KELPkid From United States of America, joined Nov 2005, 6447 posts, RR: 3
Reply 1, posted (8 years 4 months 6 days 20 hours ago) and read 2478 times:
When the pitot tube probe is placed far ahead of the aircraft, it is much less prone to installation error (and, as a matter of fact, helps the engineers determine what the installation error is on the final placement of the pitot tube ). Also, many flight test articles contain Angle-of-Attack instrumentation in the long test boom (extremely useful data for flight testing!).
Celebrating the birth of KELPkidJR on August 5, 2009 :-)
It sound like you are making a point, thanks KELPkid.
One final note (so far) to those of you who make fun of the poor plane. Everyone thinks that it's a Pan Am plane just because it seems that way - blue and white with a visible letter "P" just like the Pan Am plane in the middle.
Naturally Pan Am would not like to have their name om such a weird looking plane. So I thinks that Boeing must have painted Pinocchio on the fuselage instead.
Yours in realtime
Look at me, I´m riding high, I´m the airbornmaster of the sky...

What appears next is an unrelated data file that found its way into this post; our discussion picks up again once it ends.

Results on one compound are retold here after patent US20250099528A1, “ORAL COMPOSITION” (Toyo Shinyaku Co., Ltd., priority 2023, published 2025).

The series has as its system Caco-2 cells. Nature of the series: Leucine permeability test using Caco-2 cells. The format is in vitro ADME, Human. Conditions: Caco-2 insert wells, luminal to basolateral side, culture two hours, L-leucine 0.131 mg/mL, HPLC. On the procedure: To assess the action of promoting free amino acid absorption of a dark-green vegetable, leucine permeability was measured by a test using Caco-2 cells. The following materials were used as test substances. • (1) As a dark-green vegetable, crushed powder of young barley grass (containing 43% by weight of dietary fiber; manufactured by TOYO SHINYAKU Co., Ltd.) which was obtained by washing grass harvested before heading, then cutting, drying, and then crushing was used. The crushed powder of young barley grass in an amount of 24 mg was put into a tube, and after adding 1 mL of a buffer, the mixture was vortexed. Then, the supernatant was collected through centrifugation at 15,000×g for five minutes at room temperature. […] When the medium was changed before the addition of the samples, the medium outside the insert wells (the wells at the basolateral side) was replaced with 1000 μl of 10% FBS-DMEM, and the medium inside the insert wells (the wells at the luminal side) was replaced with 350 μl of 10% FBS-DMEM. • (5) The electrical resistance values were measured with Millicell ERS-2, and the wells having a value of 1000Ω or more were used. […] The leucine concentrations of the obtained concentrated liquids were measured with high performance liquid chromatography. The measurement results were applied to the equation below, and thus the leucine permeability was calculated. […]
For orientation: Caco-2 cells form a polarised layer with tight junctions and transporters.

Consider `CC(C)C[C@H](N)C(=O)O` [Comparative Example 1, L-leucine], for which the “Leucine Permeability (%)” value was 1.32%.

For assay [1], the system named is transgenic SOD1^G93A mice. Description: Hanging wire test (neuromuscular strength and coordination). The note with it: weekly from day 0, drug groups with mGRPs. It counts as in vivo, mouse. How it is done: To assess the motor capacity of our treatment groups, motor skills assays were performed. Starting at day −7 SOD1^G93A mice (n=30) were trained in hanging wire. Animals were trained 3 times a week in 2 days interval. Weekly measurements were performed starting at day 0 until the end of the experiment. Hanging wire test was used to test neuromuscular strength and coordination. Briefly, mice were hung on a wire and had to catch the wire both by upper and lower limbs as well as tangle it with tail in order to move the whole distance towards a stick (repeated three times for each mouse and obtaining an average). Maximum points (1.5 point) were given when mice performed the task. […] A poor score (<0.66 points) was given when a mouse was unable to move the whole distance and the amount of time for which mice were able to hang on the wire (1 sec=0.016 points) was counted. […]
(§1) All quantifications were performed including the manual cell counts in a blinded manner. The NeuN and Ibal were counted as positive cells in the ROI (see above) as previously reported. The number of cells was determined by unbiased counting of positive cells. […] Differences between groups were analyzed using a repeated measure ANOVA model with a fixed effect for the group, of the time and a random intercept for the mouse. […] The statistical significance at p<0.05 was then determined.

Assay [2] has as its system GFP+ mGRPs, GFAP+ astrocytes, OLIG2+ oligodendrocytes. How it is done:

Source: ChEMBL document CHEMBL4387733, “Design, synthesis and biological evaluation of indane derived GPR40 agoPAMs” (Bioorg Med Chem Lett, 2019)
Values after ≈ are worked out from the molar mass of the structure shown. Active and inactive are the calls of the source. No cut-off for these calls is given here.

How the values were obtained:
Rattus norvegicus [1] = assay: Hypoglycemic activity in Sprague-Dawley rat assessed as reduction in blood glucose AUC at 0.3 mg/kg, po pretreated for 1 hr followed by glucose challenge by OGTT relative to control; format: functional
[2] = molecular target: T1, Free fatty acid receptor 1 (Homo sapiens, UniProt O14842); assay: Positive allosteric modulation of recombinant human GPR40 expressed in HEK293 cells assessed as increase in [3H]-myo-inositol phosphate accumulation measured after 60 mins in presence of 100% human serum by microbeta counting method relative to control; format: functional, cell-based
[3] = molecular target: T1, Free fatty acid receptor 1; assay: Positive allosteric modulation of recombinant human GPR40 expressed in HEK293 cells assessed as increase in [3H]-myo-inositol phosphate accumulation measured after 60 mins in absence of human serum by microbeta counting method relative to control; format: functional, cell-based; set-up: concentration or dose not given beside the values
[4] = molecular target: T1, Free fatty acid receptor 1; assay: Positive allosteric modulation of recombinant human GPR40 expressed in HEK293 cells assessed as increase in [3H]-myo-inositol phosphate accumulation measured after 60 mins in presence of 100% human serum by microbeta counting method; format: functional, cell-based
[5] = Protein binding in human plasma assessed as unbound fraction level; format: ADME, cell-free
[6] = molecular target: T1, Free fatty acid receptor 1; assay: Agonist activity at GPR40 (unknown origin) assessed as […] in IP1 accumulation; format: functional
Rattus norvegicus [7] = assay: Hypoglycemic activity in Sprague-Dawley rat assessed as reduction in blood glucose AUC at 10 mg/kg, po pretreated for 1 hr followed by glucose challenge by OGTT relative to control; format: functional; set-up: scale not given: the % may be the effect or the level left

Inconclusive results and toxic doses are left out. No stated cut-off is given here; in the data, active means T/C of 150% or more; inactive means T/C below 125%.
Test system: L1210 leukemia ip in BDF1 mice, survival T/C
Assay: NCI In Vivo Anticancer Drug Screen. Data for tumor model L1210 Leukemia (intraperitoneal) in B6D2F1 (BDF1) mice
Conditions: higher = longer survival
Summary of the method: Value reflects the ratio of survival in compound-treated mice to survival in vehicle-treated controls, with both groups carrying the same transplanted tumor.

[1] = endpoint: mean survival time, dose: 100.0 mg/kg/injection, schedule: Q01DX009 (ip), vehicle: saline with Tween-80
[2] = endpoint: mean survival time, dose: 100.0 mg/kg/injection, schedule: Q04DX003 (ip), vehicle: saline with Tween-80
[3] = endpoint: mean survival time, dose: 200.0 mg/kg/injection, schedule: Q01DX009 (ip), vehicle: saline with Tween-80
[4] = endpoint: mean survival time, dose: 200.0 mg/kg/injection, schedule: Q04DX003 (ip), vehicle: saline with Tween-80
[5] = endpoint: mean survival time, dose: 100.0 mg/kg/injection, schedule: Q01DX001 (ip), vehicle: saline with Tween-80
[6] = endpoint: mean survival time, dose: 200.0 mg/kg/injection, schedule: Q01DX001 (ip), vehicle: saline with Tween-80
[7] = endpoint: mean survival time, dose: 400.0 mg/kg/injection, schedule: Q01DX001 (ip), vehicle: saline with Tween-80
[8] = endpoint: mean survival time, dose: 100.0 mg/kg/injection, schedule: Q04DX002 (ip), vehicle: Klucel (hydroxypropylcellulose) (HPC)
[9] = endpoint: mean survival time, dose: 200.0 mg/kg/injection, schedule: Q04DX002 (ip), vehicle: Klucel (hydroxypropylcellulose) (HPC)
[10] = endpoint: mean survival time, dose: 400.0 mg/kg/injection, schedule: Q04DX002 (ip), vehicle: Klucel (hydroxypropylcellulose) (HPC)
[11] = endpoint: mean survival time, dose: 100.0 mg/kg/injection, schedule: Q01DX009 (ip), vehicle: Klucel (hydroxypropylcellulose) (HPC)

Oly720man From United Kingdom, joined May 2004, 6885 posts, RR: 11
Reply 8, posted (8 years 4 months 6 days 3 hours ago) and read 2245 times:
Quoting JHSfan (Reply 7): Right now i'm looking for more info on the net about the USAF/NASA plane.
It was used in the early 1980's for winglet research. In the db there is a side view of the aircraft on the same day and the remark mentions it having winglets on. The nose probe was presumably to get accurate attitude information to correlate the winglet results.
This is a review of the tests..... It's huge >30Mb, 192 pages.
474218 From United States of America, joined Oct 2005, 6340 posts, RR: 9
Reply 10, posted (8 years 4 months 6 days ago) and read 2194 times:
Quoting JHSfan (Thread starter): I suppose that Boeing wanted data from a point forward of the plane, a point where the air is still relatively "untouched" by the flying plane.
Someone must have an idea of why, thanks.
JHSfan, Your are correct, the probe is called a "Gust Boom" it allows turbulence to be measured without interference from the airframe.
KC135TopBoom From United States of America, joined Jan 2005, 12193 posts, RR: 51
Reply 12, posted (8 years 4 months 4 days 4 hours ago) and read 1952 times:
The boom gathers very accurate TAS (true airspeed) information. A second method to get accurate TAS is to trail a small drogue off the tip of the vertical stabilzer. But, the boom can be used to get additional information, as already has been mentioned.